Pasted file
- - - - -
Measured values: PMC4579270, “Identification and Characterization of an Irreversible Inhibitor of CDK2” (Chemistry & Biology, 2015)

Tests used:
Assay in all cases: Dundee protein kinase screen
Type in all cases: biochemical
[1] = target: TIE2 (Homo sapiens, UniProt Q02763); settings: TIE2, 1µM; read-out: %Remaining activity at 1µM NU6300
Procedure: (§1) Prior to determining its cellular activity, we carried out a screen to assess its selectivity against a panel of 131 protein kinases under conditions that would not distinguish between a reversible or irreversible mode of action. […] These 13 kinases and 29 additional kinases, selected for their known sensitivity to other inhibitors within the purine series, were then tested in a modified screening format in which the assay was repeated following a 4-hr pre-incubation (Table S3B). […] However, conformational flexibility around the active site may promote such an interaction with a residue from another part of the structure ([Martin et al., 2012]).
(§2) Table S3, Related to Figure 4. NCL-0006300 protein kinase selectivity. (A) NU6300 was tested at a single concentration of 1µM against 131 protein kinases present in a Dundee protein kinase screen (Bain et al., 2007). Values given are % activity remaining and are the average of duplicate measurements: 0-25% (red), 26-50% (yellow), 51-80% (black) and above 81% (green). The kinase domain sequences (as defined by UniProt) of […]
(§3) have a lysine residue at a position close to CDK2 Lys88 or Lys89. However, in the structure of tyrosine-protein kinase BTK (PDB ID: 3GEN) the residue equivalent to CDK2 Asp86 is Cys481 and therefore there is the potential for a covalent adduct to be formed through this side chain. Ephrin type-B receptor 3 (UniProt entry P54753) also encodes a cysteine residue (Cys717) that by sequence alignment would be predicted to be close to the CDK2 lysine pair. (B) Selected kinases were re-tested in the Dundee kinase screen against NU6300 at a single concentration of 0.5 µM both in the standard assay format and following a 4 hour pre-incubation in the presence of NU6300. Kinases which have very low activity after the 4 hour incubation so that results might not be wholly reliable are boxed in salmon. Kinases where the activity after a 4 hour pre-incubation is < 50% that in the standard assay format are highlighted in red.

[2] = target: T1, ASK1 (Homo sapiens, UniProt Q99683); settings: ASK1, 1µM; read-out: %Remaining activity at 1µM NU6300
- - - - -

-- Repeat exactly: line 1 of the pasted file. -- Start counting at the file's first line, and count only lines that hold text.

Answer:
Measured values: PMC4579270, “Identification and Characterization of an Irreversible Inhibitor of CDK2” (Chemistry & Biology, 2015)